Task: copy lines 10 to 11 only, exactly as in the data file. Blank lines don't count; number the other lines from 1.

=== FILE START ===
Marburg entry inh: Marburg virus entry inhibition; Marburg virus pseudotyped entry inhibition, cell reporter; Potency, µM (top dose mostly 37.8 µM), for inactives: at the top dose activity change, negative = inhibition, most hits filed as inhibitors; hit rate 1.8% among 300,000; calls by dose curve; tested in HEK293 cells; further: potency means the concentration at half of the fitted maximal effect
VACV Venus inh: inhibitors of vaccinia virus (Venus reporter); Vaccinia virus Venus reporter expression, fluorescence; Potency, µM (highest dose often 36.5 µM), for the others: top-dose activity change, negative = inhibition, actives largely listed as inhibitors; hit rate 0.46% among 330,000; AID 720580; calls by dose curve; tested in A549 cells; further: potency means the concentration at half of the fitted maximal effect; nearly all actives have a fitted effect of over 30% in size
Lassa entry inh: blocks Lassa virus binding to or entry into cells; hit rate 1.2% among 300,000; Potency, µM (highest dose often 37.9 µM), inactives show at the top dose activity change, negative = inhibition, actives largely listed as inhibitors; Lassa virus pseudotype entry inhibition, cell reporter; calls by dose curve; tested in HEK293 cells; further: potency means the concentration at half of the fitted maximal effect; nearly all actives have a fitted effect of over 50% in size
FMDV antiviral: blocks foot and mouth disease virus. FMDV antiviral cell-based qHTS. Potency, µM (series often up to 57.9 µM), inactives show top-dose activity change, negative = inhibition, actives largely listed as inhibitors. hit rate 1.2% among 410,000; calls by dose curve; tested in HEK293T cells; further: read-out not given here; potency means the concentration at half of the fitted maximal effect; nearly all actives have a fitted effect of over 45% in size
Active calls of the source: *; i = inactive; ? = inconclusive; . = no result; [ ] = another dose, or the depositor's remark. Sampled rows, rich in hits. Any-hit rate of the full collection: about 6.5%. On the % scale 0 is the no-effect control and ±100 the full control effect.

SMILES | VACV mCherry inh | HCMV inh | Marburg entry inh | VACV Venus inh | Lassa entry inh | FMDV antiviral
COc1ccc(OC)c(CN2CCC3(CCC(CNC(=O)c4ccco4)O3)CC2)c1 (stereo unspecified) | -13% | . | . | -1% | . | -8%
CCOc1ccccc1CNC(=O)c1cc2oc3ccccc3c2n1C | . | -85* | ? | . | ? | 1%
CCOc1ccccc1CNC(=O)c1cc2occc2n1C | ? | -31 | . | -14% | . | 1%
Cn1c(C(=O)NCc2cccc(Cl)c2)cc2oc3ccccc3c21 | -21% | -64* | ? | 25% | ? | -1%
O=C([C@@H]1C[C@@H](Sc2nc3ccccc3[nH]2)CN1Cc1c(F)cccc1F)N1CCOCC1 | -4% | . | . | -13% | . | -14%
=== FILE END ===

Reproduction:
Cn1c(C(=O)NCc2cccc(Cl)c2)cc2oc3ccccc3c21 | -21% | -64* | ? | 25% | ? | -1%
O=C([C@@H]1C[C@@H](Sc2nc3ccccc3[nH]2)CN1Cc1c(F)cccc1F)N1CCOCC1 | -4% | . | . | -13% | . | -14%